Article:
Q: And then you left, right?
(defendant shakes his head).
Q: During the course of the burglary, money was taken; is that right?
Q: You later found out that also guns were taken; is that right?
Q: You knew about the guns?
Q: Now, you didn't have any permission or authorization, or otherwise, to enter that location?
A: Yes. [(Emphasis added).]
After finding that each of the three factual bases offered by defendant was sufficient to support the crimes charged, and that defendant had entered those guilty pleas knowingly and voluntarily, the judge accepted defendant's pleas of guilty. The judge sentenced defendant on April 2, 2004 to a ten-year term of imprisonment with an eight and one-half year parole ineligibility term on Indictment 02-10-1301, and to five-year terms of imprisonment on the other two charges, concurrent to each other and concurrent to the sentence imposed on the second-degree charge under Indictment 02-10-1301.
During both an excessive sentencing oral argument (ESOA) hearing, R. 2:9-11, and during a Natale remand, State v. Natale, 184 N.J. 458 (2005), defendant claimed that his sentence was excessive. At no time, however, did he argue, either before the ESOA judges or before the Law Division during the Natale remand, that the factual basis he provided for the second-degree burglary charge was insufficient and that he should therefore be permitted to withdraw the ensuing guilty plea.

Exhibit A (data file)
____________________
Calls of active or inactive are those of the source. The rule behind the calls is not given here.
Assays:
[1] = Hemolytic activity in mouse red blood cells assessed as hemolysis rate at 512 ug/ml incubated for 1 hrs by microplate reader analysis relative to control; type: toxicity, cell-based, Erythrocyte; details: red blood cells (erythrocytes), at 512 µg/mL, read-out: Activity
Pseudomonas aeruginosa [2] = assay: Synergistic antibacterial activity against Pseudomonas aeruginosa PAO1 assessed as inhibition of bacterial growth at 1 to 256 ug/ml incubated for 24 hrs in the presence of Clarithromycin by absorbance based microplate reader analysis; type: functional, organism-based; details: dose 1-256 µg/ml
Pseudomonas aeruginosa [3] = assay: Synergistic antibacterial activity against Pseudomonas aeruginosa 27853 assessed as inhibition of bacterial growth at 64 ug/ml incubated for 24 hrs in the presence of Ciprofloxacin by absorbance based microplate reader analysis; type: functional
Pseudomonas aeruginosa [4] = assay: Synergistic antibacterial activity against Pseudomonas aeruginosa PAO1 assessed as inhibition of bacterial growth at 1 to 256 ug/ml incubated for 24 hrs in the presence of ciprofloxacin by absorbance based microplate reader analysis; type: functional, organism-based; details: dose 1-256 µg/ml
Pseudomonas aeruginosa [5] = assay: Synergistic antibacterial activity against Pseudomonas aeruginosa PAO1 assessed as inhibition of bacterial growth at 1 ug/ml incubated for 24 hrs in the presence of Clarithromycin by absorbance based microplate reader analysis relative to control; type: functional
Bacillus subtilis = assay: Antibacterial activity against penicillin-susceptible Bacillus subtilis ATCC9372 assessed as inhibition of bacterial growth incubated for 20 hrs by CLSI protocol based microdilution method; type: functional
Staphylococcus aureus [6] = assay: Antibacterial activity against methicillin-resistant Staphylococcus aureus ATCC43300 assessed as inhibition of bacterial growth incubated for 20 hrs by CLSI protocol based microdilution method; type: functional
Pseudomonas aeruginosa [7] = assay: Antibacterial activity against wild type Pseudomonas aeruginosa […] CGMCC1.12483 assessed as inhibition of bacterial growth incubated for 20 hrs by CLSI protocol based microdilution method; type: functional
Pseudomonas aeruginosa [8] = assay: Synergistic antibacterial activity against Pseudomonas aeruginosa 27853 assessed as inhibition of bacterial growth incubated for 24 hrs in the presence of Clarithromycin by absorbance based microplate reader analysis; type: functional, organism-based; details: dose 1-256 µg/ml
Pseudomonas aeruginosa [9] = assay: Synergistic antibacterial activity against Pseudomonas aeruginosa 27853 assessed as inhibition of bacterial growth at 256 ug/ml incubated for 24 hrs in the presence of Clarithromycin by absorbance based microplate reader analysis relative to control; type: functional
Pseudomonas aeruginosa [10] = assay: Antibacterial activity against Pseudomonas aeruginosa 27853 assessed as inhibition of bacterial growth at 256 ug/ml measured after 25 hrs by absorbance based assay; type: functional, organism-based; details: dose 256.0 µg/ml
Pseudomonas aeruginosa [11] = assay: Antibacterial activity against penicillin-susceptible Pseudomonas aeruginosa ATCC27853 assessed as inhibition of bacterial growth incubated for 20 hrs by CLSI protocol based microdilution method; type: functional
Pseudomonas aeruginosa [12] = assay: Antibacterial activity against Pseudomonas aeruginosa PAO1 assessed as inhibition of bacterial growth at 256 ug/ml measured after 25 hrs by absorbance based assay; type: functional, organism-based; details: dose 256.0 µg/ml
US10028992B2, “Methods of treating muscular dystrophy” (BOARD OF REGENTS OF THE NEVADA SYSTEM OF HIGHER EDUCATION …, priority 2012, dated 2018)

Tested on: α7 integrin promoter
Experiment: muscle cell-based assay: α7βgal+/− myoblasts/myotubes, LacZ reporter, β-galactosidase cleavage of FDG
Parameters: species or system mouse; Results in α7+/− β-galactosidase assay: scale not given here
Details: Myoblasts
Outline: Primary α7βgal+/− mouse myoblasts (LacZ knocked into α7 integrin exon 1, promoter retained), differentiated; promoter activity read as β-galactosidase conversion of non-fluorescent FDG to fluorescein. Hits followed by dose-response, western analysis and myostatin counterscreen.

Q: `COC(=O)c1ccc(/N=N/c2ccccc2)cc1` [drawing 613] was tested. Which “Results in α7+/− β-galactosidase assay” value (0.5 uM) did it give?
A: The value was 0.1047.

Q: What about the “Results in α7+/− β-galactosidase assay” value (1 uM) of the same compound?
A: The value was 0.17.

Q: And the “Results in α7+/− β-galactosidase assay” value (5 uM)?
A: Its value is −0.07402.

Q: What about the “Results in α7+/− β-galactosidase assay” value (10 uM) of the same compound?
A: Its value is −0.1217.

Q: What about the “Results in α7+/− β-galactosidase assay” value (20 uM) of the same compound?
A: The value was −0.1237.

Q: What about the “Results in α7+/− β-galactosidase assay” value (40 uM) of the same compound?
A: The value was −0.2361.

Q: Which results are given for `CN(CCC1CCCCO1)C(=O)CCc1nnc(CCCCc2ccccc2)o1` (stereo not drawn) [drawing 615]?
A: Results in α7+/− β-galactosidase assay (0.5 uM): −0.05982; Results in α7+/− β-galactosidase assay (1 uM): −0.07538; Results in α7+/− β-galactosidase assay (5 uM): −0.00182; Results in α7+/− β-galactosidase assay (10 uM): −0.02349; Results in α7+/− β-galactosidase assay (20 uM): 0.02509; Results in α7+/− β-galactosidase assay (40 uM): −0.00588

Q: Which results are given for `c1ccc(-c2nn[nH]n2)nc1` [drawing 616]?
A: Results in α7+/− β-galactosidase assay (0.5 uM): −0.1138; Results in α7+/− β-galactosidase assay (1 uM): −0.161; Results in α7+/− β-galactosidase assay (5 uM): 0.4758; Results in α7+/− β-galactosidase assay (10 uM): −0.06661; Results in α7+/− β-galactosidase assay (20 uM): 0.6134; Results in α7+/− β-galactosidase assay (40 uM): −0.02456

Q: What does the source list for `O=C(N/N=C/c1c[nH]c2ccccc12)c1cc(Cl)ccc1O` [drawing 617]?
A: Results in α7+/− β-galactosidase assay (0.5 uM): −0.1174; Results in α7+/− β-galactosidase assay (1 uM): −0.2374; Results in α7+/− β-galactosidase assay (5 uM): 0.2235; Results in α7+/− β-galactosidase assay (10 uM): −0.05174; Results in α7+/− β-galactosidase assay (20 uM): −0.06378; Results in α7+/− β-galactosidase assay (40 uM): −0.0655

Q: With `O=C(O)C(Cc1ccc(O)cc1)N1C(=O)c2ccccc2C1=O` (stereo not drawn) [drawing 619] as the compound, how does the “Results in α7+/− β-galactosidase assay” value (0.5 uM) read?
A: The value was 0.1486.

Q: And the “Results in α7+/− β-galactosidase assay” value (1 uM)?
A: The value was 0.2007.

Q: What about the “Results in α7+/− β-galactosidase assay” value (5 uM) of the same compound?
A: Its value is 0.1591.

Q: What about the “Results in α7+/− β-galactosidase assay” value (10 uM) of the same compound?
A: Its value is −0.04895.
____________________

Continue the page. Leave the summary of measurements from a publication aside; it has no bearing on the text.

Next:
Not until July 12, 2007, when defendant filed the PCR petition that is the subject of this appeal, did defendant challenge the adequacy of the factual basis he had provided on January 20, 2004. In that petition, he asserted that appellate counsel was ineffective for failing to challenge on appeal the validity of his guilty plea. He also maintained that trial counsel rendered ineffective assistance when he failed to recognize that defendant's factual basis could not support the second-degree burglary conviction, and thereby permitted defendant to be convicted of a crime for which he had entered an insufficient guilty plea. Defendant also argued that because his factual basis was insufficient, he should be permitted to withdraw his guilty plea.